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Alexandra

The Britsh critic Richard Buckle dies

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One of the last Diaghilevians. Estelle put up lots of links to British obits on Links. Was anyone a reader of Buckle? I have his collection, and some of his reviews are among the funniest I've ever read. I cherish one where he imagines himself the village weakling while watching the dangerous acrobatics of a visiting folk dance troupe. There could also be a nasty undertone to his work as well.

Comments on Mr. Buckle and his passing?

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I was always a big fan of Richard Buckle - I think everyone was when he was writing. As Alexandra says, he was extremely funny, but there was a lot of thought behind what he said - usually! I had no idea what he looked like until I saw the photo in one of the obituaries, and it wasn't the way I had always imagined him.

Several of his reviews stick in my mind - I remember he said that watching Fonteyn's face as Odette was like making "a journey of the soul". That was one of his serious moments. To be as entertaining as he was, and also as observant, imaginative and well-informed, is a very rare thing.

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I just happened upon this thread -- it's 2 years old already -- but I have to say that the relationship between Dicky Buckle and Edwin denby has been a continuing inspiration to me. What Denby wrote for Buckle is perhaps hte freest, most intoxicating, poetic writing he ever did about dancing and its appeal.

Buckle was the first critic I read that had the kind of enthusiasm I felt for the ballet, and i read him rather the same way I read Thomas Mann or listened to Tchaikovsky -- it was a pleasure I would not want to have to defend, for I might incriminate myself, the agreements go SO deep.

"Ballet must be beautiful!!"

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How interesting, then, Paul, that what distinguishes your writing are the transparency and infectiousness of your enthusiasm! :wub:

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At the risk of repeating myself---I will! Richard Buckle is still tops for me for having put out the best ballet periodical I have ever looked forward to with baited breath! It was printed in England, came out once a month and was the same size as the current 'Ballet Review'. I had a collection of the various issues, and I still rue the day when I sold them to a ballet shop in NY.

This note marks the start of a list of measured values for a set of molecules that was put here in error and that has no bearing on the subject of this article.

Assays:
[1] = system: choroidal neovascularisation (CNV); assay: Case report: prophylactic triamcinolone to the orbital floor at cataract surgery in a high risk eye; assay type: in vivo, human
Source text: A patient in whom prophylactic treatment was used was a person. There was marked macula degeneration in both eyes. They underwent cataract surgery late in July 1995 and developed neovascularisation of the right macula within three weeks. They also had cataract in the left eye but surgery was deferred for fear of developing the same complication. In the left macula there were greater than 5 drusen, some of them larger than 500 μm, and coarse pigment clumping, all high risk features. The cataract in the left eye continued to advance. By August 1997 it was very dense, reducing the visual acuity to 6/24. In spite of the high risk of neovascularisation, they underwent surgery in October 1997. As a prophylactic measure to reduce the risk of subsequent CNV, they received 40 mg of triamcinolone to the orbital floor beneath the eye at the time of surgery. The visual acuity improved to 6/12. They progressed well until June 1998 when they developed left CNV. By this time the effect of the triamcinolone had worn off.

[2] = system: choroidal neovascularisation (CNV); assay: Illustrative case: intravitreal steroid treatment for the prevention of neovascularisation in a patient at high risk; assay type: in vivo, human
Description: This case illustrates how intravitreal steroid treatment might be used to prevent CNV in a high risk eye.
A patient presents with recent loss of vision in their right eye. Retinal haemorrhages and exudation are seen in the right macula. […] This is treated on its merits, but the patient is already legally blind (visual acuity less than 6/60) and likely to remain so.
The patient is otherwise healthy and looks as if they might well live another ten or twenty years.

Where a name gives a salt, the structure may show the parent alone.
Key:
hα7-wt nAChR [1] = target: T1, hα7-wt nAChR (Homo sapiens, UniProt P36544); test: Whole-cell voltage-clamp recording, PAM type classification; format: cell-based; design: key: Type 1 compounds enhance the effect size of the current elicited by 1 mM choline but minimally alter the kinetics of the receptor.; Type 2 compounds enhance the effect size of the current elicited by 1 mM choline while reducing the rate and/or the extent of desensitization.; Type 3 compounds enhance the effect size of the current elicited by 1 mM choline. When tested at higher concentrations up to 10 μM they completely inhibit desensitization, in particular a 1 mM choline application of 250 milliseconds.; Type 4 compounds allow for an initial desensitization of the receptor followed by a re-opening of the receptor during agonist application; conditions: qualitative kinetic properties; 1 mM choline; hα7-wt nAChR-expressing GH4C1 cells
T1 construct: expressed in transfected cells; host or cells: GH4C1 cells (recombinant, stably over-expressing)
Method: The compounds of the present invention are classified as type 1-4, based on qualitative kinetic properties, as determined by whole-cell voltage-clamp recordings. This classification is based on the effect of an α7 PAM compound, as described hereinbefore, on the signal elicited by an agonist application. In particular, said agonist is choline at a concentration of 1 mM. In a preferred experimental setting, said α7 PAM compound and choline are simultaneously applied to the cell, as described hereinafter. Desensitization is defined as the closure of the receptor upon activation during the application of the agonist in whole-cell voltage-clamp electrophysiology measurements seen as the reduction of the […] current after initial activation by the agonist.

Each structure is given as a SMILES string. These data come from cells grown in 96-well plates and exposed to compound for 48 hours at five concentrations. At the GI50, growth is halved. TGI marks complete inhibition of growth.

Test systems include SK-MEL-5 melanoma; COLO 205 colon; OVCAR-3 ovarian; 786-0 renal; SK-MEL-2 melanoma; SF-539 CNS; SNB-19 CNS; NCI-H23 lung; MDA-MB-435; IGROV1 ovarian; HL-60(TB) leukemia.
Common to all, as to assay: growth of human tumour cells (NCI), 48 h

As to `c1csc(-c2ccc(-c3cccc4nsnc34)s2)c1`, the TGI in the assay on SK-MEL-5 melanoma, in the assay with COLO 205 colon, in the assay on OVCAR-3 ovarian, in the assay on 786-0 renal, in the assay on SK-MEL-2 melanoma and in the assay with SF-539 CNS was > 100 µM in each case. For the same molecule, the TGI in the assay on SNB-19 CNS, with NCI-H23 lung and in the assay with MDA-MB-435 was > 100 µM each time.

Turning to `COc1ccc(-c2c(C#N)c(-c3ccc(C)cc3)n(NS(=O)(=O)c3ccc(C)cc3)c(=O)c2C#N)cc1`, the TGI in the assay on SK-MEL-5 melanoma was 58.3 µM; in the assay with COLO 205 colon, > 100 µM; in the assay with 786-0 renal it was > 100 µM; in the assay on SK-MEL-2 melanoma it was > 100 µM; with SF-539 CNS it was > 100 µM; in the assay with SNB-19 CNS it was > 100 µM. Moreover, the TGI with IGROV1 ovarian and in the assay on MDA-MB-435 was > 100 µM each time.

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oh atm711, I have to mourn with you, what a shame you don't still have those copies of "Ballet" -- I've never seen an issue, but I've certainly seen articles reprinted from it, and they were absolutely first-rate! Denby outdid himself, he wrote as if to his best friend, and is most like a poet in those pieces -- everything else seems guarded by comparison. And Buckle himself....well, his style is indescribable, but the point is it was HIS way of saying what he wanted to say, and though it was flamboyant, it was transparent -- like Sargent's way of painting.

ANd i'm sure the magazine was beautiful -- -- beautiful like Dance Ink wanted to be (and often was).

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Paul, it truly was a beautiful magazine--wonderful glossy photographs. I had a full three years worth of the issues---I am not sure how long it was published. But I tell you, he kept us here in the States fully informed on what was happening in Europe after The War. We were especially interested in France and the rise of Roland Petit and his company. The pictures of Fonteyn in 'Demoiselle de la Nuit', Babilee in 'Oedipus' and "Le jeune mort' and Jeanmaire in 'Carmen' were glorious. When they finally arrived on our shores we were ready for them.

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I'm also very grateful for his biographies -- he was around at the right time, and was able to talk to so many crucial people before it was too late.

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